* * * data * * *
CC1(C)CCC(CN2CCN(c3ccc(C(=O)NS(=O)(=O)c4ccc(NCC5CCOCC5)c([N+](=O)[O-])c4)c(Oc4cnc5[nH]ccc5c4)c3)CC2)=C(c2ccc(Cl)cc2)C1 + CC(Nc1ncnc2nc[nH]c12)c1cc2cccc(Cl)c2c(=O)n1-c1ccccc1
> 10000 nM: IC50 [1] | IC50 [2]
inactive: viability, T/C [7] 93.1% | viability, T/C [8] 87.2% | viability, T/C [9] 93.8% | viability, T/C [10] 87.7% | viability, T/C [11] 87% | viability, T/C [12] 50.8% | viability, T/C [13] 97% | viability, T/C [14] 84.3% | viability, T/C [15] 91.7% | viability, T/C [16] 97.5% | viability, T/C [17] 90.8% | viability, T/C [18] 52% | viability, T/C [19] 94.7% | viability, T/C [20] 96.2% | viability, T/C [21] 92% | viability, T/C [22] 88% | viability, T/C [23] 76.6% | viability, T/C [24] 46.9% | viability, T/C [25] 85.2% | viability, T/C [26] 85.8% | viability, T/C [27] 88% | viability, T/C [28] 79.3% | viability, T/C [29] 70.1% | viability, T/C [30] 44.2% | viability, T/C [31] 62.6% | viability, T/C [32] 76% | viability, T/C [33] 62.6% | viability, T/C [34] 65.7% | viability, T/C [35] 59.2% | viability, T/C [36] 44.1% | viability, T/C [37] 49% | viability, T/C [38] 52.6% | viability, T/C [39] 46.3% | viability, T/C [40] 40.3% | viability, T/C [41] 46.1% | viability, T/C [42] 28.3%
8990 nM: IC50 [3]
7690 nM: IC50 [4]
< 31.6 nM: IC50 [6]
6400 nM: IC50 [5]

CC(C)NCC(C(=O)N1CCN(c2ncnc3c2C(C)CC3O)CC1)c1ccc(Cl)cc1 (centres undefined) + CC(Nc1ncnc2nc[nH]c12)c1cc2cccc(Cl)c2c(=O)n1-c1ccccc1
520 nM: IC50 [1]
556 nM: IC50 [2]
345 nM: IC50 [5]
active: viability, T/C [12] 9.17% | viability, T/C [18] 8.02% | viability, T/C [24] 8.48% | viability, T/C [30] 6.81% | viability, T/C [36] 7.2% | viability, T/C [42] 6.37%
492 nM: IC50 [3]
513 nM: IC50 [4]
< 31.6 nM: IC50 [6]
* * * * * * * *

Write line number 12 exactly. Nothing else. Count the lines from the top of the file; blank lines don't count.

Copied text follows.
active: viability, T/C [12] 9.17% | viability, T/C [18] 8.02% | viability, T/C [24] 8.48% | viability, T/C [30] 6.81% | viability, T/C [36] 7.2% | viability, T/C [42] 6.37%